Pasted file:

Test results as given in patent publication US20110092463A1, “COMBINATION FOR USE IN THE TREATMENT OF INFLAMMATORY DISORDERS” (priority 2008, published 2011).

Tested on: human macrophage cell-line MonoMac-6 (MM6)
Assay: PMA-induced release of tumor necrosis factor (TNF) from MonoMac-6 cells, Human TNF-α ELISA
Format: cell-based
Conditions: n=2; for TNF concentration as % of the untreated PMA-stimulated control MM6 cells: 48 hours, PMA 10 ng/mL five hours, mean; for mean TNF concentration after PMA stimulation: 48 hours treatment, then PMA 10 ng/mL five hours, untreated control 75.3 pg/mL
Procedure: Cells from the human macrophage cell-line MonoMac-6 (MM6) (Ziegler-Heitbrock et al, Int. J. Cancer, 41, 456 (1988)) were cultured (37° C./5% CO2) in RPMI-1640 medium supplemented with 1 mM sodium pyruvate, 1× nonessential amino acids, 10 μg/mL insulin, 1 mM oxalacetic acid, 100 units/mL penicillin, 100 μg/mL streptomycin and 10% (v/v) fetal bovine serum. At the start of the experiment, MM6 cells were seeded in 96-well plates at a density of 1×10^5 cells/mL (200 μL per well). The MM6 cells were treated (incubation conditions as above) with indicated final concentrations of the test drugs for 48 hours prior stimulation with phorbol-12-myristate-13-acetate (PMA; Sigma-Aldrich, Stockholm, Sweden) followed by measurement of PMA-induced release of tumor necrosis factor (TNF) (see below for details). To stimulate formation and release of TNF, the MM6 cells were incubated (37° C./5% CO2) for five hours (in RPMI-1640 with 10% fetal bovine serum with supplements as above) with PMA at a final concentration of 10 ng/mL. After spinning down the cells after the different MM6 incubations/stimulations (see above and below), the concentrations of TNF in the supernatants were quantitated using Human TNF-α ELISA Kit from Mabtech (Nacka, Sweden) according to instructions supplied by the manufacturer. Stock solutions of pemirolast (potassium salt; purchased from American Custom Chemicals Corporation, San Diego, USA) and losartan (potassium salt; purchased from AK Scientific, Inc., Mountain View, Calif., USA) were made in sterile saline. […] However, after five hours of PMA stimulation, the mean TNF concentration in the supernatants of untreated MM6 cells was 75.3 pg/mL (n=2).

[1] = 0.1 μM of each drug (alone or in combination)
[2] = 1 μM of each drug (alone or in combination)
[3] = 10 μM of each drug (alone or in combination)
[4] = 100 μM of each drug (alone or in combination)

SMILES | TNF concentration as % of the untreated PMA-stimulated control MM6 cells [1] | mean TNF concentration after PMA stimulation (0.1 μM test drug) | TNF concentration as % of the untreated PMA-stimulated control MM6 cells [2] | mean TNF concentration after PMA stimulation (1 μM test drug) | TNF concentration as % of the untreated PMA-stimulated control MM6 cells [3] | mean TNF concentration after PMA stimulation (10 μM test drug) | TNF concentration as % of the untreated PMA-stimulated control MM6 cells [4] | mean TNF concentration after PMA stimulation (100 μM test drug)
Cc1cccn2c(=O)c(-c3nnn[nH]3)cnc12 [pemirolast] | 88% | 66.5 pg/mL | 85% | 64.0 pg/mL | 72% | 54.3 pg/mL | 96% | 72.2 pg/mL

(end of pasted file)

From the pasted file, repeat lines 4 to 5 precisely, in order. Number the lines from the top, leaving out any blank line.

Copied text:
Format: cell-based
Conditions: n=2; for TNF concentration as % of the untreated PMA-stimulated control MM6 cells: 48 hours, PMA 10 ng/mL five hours, mean; for mean TNF concentration after PMA stimulation: 48 hours treatment, then PMA 10 ng/mL five hours, untreated control 75.3 pg/mL